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Discussion in 'Miscellany' started by abu Hasan, May 7, 2005.
bump. because a friend mentioned something related to translations.
i wrote on the ala hazrat forum:
i don't understand why everything should be translated into english and braille. i have written on our sister-forum that every science has its own language and the language of islamic sciences is arabic or an arabic-oriented one.
now, those who demand that everything be translated into english may try a hand at it, if they please. it is easier to sit by idly, without attempting to learn urdu, persian or arabic and criticize at the 'laziness' of those who do, for not translating works in english.
yes, books and articles are written/translated in english and any of the thousands of languages in the world to help muslims who do not know arabic to perform their islamic duties and to impart necessary islamic education. a few intermediate books are also translated to achieve this purpose. but if one needs to specialize in that science, one should learn the necessary skills and tools.
all through history, scholars have written books on fiqh, aqayid, tafsir and hadith for the commonfolk in the local languages. when it comes to advanced treatises, they are written in arabic. a scholar who needs to understand the necessary articles and who can understand and convey rulings by higher scholars can be content without learning arabic.
but for specialization and iftaa, it is imperative that such a muslim learn arabic. without that basic tool, anyone 'wishing' to digest islamic scholarship is only daydreaming.
shall we not be introspect and marvel at our slothfulness and our double standards? do we demand that universities translate textbooks into our languages or do we learn that language? correct me if i am wrong, but a prerequisite to getting admission in higher colleges is 'knowledge of english'. and this is across the board. of olde, it used to be in latin, but in today's world, most of the scientific literature is in english, hence the demand.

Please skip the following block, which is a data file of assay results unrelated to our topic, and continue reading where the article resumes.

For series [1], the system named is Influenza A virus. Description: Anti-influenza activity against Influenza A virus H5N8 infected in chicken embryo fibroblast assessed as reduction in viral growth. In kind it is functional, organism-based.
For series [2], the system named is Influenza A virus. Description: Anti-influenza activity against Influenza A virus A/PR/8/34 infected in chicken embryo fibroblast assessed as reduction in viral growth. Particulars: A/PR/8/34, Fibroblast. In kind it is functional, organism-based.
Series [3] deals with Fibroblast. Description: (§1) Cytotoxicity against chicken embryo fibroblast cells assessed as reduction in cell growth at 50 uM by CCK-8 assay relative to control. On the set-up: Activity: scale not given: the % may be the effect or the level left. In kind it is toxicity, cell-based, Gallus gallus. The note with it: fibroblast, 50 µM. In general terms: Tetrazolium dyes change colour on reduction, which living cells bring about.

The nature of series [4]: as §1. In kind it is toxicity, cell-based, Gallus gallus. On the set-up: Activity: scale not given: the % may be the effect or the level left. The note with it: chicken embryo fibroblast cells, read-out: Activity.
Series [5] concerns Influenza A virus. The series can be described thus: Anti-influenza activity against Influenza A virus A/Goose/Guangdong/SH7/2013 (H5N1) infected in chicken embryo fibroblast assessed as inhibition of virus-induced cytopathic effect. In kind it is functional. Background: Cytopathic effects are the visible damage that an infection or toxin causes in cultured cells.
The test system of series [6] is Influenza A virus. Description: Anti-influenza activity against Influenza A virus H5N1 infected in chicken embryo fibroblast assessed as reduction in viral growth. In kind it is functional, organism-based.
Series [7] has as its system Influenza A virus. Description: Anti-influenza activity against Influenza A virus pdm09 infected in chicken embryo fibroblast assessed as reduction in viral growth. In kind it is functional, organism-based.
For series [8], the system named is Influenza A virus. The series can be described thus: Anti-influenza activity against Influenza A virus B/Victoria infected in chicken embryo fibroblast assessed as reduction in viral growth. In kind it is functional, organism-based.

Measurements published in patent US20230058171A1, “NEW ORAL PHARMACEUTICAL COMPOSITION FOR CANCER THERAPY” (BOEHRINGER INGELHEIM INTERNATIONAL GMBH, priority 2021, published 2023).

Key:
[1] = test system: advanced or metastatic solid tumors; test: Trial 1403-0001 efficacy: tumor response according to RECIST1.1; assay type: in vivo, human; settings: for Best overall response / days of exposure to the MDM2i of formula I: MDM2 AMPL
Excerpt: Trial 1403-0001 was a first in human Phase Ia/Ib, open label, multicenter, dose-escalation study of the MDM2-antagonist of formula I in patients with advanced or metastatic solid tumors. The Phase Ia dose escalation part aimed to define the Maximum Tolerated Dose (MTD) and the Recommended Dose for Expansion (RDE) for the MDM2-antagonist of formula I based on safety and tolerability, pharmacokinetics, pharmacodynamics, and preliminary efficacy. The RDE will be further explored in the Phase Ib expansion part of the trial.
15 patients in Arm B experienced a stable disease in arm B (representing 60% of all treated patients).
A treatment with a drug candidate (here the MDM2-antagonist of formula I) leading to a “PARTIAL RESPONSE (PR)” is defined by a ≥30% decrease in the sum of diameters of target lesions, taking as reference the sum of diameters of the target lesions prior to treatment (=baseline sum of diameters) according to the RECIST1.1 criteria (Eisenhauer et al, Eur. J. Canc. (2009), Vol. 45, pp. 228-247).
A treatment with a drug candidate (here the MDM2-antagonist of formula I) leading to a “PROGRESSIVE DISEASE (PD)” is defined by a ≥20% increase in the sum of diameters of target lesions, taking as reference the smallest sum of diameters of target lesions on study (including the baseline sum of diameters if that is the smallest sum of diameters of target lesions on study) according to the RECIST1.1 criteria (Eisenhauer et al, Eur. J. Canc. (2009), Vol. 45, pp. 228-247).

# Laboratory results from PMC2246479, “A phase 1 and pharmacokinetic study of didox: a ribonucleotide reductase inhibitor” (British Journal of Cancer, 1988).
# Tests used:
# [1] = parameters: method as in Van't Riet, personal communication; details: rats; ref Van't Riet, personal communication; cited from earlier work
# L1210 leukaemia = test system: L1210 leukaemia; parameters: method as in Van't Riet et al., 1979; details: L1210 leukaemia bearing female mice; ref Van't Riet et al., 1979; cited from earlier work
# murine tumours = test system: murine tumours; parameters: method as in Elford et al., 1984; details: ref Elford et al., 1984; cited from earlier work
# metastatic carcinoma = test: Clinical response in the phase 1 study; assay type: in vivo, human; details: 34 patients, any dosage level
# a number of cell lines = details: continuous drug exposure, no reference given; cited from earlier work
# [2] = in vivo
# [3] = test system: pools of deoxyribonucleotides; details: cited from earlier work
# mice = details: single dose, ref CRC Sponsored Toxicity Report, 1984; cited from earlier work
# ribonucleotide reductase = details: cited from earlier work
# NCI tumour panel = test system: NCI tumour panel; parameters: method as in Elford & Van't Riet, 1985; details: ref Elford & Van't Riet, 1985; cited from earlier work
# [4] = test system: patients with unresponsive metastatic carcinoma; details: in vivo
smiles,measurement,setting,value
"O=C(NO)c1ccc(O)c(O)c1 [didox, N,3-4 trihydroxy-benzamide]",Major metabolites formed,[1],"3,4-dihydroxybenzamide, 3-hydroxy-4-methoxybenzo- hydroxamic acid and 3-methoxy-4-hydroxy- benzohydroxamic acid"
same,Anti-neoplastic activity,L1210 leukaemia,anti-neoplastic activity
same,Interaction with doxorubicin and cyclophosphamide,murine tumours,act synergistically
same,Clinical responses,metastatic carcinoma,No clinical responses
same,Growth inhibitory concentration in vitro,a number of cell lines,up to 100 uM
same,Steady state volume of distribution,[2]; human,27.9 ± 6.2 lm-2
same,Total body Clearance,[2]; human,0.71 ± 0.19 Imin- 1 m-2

i come from a place where it is common for people to speak at least three languages; the city folk make-do with four or five and the litteratti are comfortable with six. some years ago, the then prime minister could speak and read about seventeen languages! [according to most news sources, mainly wikipedia. i can count upto 11 but i have reservation about the other six.] even in such a country, education in native language stops at the grad level. for post-graduate and research in major universities, one is required to know english.
alright. i will stop flogging that point to the point of nausea but let it be clear and unambiguous: you read alahazrat, you learn urdu,persian,arabic.
i urge you all to discourage this laid-back feeling among muslims that everything will be translated in english. if you feel you have a duty towards your religion and you are eager to learn more, make up your mind to learn arabic.
would we not learn arabic for the love of RasulAllah Sallallahu `alayhi wa sallam? [intentions of my ummah are better than their deeds]
"One would think that after so many years, Our Great Imaam's work would be available in brail (script for the blind) by now."
you mean braille. the imam's work is ANOTHER in the long list of great works. please do not contribute to the impression of a 'cult' that is cultivated by the enemies. you can however find the qur'an in braille. we cannot emphasize enough that ala Hazrat only aided the ahlus sunnah and furthered its cause.
"With all due respect to Our Beloved 'Ulema, I think that they are spending far too much time defending Meelad, Urs, Giyaarwi and not enough time translating these priceless jewels of our Aqeedah."
the point is right, but instead of 'translating' it should be 'disseminating' or 'propagating' or 'teaching' the present generation. or if one can say it with chutzpah, most of them need to spend their time 'reading' or 'learning' classical texts before belting out 'dhuandaar' lectures or if you wish 'smoky' lectures.